3 cups fish fumet*
1 cup water
1 pound baby Yukon Gold potatoes, peeled and halved
Fine sea salt
Freshly ground white pepper
1/2 cup heavy cream
1 tablespoon canola oil
One – 6 ounce salmon fillet, cut into 3/4” cubes
4 ounces crab meat, picked over for shells and cartilage
6 large sea scallops, cut horizontally in half
1 tablespoon chopped dill
Grated zest of 1 lemon

Cook the bacon julienne in a large pot over medium heat, until it has rendered its fat and is crisp. Remove the bacon with a slotted spoon and drain on a paper towel.

Remove all but 1 tablespoon of the fat from the pot. Add the leeks and sauté until limp and lightly caramelized, about 4 minutes.

Deglaze the pot with the white wine, stirring to incorporate the browned bits in the bottom of the pot. Return the bacon to the pot, cover with the fumet and water, and bring to a simmer. Add the potatoes and season with salt and pepper. Raise the heat and boil gently until the potatoes are tender, 10 – 15 minutes.

Meanwhile, preheat the oven to 400 degrees F.

Add the cream to the fumet and bring to a simmer. Remove from the heat until ready to serve.

Line a baking sheet with parchment and brush it with the canola oil. Place the salmon, crab, and scallops on the sheet and season on both sides with salt and pepper.
Place in the oven for 2 – 3 minutes, until just barely heated through. The salmon and scallops should still be quite rare.

Meanwhile, gently reheat the soup. Add the dill and lemon zest and stir to incorporate. Adjust the seasoning.

To serve, divide the warmed salmon, crab, and scallops among warmed bowls. (This is so French – my mother always heated dishes before serving!)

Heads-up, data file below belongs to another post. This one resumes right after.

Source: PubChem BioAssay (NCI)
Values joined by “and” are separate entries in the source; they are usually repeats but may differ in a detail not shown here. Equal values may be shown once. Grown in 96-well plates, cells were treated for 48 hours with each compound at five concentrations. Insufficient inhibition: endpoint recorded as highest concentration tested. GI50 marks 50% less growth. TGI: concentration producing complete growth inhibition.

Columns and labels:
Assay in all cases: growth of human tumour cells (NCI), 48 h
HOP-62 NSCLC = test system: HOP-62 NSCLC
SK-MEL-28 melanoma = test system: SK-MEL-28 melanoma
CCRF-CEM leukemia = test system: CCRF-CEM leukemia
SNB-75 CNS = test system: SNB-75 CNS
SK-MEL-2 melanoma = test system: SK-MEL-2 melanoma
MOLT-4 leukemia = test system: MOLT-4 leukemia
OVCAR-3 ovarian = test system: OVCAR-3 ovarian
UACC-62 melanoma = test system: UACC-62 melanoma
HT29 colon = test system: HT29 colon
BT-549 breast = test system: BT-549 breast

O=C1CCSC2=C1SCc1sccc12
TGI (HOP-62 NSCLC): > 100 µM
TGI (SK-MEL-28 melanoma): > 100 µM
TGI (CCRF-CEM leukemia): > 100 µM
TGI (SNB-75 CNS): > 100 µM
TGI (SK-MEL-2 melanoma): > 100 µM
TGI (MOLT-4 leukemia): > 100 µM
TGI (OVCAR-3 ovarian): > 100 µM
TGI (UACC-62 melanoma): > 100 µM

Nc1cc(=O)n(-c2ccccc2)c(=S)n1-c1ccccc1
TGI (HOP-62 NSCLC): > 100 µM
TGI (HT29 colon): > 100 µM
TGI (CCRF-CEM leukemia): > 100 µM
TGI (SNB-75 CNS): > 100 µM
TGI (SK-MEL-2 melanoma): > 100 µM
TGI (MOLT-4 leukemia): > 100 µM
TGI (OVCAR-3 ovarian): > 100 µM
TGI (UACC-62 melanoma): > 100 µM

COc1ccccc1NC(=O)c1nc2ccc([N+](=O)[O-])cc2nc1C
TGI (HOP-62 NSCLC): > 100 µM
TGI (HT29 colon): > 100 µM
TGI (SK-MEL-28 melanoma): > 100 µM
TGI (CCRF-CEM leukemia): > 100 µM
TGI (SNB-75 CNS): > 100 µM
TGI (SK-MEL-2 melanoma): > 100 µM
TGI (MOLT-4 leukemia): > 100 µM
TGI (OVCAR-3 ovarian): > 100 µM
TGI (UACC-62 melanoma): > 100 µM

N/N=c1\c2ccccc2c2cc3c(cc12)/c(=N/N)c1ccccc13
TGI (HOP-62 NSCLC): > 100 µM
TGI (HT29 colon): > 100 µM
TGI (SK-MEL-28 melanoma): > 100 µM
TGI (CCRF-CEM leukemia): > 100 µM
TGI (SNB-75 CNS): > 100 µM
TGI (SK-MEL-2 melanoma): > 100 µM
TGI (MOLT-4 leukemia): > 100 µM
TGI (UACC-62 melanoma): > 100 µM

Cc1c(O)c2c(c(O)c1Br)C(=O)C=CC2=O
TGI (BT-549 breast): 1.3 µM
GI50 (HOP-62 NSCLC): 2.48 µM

Ladle the soup over and serve immediately.

* From the notes of Michael Ruhlman: Fumet is very easy to make once you have good bones. The bones of the turbot are the best for fumet because of their high gelatin content, but generally any white bones from a non oily fish can be used. To make a fumet, you sweat sliced onion and fennel until they’re tender, add the bones and cook them gently, then add water to just cover and a bouquet garni and simmer very gently for 10 – 15 minutes. Let the fumet sit off the heat for another 15 minutes, then strain it through cheesecloth.

This is what I used, purchased at Amazon, of course. It was delicious; all you have to do is add it to water just like a demi-glace.

 

Eating Australia and New Zealand

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My husband and I live in Oklahoma, a land-locked state in the heartland of the United States. It’s called the heartland to make it sound better than it really is.

We basically live in the middle on the U.S., where the ground is flat, the dirt is red, and the winds come rolling down the plains. You know the song.

Our town is not glamorous. After the land run, homesteaders settled here, many of whom farmed wheat and raised cattle. Later, an oil boom resulted in a population spike. Agriculture and the oil business, along with an Air Force base, are the mainstays of the local economy.